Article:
Lior Yaffe


NXT POS Block Skipping Attack Myth

In the Ethereum proof of stake FAQ, NXT is mentioned as suffering from a class of “Stake Grinding” attack. The author refers to this attack as “Block Skipping Attack”. In this article, I’ll explain why this imaginary attack is not practical.

The idea of a block skipping attack is that as a proof of stake block generator i.e. forger, as we call them in *NXT, when my time comes to forge the next block, I can decide to skip my turn to forge if I can calculate that I will be able to forge more future blocks which may provide a greater block reward.

Let’s analyze why this attack might work theoretically.

Every NXT block stores the “Generation Signature” of the block, which is simply a hash of the public key of the account which generated the block.

When forging the next block each forger calculates a hash of the previous block generation signature concatenated with its own public key to get a “hit” value. This “hit” value is multiplied by the forger account stake and compared with the base target value to define a time window in which the forger is allowed to generate the next block. When a forger does generate the next block and submits it to the network all nodes repeat this simple calculation to validate that there was no cheating.

Clearly a forger can calculate the “hit” value of any other account and knows the stake of any account and therefore can predict with high certainty which forger is about to generate the next block and who is next in turn and so on. Based on this knowledge a forger can decide to skip his turn.

To execute the attack, what a forger can do is wait for her turn to forge, but instead of forging the next block, she will calculate who is about to forge the next block in case she skips her turn. Then given the public key of the would be forger, she can calculate the generation signature of the next block and then check who will be able to forge the next sequence of blocks.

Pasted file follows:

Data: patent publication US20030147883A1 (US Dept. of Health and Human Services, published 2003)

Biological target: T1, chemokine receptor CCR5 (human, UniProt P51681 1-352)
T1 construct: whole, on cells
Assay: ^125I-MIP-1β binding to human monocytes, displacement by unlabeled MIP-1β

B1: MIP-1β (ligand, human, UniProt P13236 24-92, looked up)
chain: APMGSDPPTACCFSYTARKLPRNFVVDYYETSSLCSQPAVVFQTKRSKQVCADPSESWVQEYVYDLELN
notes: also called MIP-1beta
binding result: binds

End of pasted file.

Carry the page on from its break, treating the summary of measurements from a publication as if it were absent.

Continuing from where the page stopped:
In theory, in this way the forger can predict who will generate a long sequence of blocks and then decide to skip this block in order to generate, say, three out of the next ten blocks with only 5% of the stake if she gets very lucky.

This attack is not a serious threat.

As with most “attacks” against NXT’s POS algorithm, this is another interesting theoretical attack which is entirely impractical.

In practice, using this attack successfully is very tricky for several reasons. Forgers may not be online to generate the next block, forgers can decide to skip their turn as well for the same reasons, or nodes can switch to a better fork thus changing the calculation. Any of these common events will break the attack and will leave the attacker with one less block reward because of the block she skipped, so will in a sense penalize her for attempting this attack.

Furthermore, since in NXT/Ardor, the only reward for forgers are the transaction fees of the transactions included in the block, and since the forger has no way to predict what would be the transaction fees of the next blocks if she were to skip the current block, it is almost impossible to be certain about the outcome of this attack.

To further mitigate this attack, and similar attacks based on the predictability of the next forger, we also stagger the fee received from forged transactions over a period of four blocks to make this type of attack attempts even less predictable.

Ethereum’s Casper POS algorithm may not suffer from this type of attack, but it has been in development for over three years and is not even close to being deployed to production. Meanwhile NXT is working successfully, in production since 2013 and Ardor, which is based on the same consensus algorithm, is working successfully in production since January 2018.

I hereby call to the Ethereum team, please remove this unjustified criticism of the NXT proof of stake algorithm from your official documentation.

  • Everything explained in this article about NXT is also applicable to Ardor.

More by Lior Yaffe

Topics of interest

More Related Stories